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Cleaning up coal in West Texas expected to help fuel SA and wring out the oil patch

Photo: Photos by Greg Harman, License: N/A

Photos by Greg Harman

Photo: , License: N/A

Larry Pickerel of Legato Resources

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Summit Energy’s Laura Miller

Meanwhile, the waste air emissions will add up to less than a typical gas-fired plant, and most of the heavy metals — including the neurotoxin mercury so typical of traditional coal plants — will be "vitrified," turned into glass beads that could then be potentially disposed of by mixing it into construction concrete.

San Antonio's CPS Energy signed a 25-year Power Purchase Agreement for 195 megawatts from the plant as part of its ongoing attempt to replace dirtier sources of energy such as the 871-megawatt J.T. Deely coal plant, set to be decommissioned by 2018. After a previous leadership promised scrubbers to clean up the pollution at Deely, CPS Energy CEO Doyle Beneby decided to close the plant early instead, saving an estimated three billion in needed retrofits. In the past year, CPS has also purchased an 800-megawatt gas-fired power plant and signed a PPA for 400 megawatts of new solar power.

Though research into capturing carbon from power plants has been going on for years, TCEP could be the first full-scale coal plant to utilize CCUS, that is: carbon capture, utilization, and storage. The support behind the federally supported effort to clean up coal is diverse, including a number of environmentalists as well as the captains of the coal industry, people who recognize that — in spite or because of the accumulating dangers poised by climate change with each year of federal inaction — coal power makes up a full half of the electricity produced in the U.S. today and 27 percent of all the climate-destabilizing greenhouse gases released by the nation, according to the Center for Climate and Energy Solutions.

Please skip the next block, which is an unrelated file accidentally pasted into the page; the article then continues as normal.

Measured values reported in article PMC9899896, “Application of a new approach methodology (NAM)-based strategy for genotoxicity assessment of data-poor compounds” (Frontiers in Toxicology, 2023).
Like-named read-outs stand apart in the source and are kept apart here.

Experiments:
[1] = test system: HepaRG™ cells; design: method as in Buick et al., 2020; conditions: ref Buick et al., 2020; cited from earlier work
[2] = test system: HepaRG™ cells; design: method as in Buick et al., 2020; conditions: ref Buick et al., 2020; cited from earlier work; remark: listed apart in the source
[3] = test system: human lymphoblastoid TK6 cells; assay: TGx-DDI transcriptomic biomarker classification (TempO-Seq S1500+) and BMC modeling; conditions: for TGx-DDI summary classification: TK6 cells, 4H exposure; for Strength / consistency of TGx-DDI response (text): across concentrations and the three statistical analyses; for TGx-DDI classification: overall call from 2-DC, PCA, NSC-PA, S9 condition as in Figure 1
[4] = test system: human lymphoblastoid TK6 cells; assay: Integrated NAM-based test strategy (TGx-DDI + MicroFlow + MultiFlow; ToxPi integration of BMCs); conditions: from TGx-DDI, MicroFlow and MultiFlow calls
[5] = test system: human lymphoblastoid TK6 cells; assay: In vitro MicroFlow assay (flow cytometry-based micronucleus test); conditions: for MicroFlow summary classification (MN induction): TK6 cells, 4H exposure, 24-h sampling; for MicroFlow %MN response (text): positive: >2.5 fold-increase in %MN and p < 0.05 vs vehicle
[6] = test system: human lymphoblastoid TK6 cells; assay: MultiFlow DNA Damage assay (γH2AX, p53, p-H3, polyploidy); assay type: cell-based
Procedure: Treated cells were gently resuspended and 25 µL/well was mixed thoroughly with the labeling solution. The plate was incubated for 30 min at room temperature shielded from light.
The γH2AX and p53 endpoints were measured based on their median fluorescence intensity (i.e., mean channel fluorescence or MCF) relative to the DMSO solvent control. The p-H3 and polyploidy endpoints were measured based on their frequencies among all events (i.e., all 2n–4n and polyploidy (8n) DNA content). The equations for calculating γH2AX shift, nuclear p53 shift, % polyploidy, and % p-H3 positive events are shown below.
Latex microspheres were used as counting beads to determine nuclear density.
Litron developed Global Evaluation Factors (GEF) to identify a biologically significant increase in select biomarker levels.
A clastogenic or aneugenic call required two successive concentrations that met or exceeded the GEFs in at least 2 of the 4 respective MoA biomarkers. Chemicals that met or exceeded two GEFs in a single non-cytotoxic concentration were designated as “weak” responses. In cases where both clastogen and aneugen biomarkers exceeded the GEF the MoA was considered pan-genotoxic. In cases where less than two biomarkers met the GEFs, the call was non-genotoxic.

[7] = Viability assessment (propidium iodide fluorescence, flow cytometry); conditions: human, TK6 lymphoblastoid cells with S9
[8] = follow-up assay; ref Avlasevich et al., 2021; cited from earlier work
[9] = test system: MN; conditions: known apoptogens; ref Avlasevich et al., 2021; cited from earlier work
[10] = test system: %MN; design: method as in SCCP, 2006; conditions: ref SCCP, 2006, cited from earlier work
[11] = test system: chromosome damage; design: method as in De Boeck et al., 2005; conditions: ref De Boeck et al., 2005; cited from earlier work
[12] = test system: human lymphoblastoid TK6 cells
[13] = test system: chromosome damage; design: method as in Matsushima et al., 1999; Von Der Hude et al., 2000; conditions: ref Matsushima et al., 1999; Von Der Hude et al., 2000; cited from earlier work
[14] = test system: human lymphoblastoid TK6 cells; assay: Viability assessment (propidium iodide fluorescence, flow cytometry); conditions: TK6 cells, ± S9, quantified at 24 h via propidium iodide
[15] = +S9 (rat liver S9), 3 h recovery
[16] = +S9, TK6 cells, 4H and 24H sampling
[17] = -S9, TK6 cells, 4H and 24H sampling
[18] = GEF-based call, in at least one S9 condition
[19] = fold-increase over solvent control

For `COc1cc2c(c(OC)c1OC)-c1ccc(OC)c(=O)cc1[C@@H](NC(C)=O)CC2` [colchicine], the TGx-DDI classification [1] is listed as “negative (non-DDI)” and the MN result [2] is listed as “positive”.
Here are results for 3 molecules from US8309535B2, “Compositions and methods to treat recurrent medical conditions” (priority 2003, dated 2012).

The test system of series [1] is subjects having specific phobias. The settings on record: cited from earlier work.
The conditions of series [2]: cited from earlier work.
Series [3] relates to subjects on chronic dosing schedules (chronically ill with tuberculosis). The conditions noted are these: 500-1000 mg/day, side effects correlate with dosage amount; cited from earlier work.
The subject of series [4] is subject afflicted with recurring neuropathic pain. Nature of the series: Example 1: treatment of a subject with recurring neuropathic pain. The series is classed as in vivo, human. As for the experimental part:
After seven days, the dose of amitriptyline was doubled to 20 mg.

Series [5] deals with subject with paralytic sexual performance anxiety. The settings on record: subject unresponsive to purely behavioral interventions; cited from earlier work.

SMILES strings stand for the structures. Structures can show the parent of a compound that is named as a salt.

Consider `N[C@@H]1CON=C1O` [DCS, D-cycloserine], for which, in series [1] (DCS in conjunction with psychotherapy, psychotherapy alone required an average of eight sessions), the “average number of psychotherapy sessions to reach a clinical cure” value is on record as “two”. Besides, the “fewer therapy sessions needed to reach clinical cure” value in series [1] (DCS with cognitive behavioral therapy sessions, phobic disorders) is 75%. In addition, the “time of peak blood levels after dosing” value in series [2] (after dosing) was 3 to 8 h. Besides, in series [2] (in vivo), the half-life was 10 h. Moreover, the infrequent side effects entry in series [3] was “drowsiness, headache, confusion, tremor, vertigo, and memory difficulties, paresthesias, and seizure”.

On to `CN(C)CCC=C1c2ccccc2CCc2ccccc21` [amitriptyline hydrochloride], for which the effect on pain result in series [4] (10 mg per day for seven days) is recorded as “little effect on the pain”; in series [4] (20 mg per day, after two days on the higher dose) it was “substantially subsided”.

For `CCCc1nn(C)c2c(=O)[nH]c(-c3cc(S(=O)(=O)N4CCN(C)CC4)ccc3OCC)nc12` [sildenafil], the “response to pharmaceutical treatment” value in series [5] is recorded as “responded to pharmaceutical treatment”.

"I want to save the polar bears and my boss, [Summit Power Board Chairman] Don Hodel, wants to save coal," Miller said. "We come from very different perspectives. One of the reasons this project is so successful is because it's very bi-partisan. … People from all different philosophies understand this project."

Of course, there are those who understand it and still don't entirely embrace it. "There is no such thing as 'clean' coal," said Tom "Smitty" Smith, executive director for Public Citizen of Texas. "Coal still has to be mined, and that puts out a tremendous amount of greenhouse gases." Yet the technology has support at the federal level: a full $450 million of development funding has been committed to TCEP from the U.S. Department of Energy. A deal signed at a recent San Antonio energy forum with the Chinese Sinopec Engineering Group, a relationship that brings with it a billion dollars from the Export-Import Bank of China, delivered what is expected to be the project's sole lender.

But the venture will only be successful — from a climatic perspective — if the CO2 stays where it is put. To address that variable, UT's Bureau of Economic Geology's Gulf Coast Carbon Center has been watching several oilfields in Texas and along the Gulf. One, known as SACROC, in Scurry County has been flooded with CO2 since the late 1970s. "We started with some skepticism about a decade ago, not sure that [carbon sequestration] was a great idea," said Susan Hovorka, principal investigator at the GCCC. "And we've now finished five and started two field tests and they've been surprisingly affirmative."

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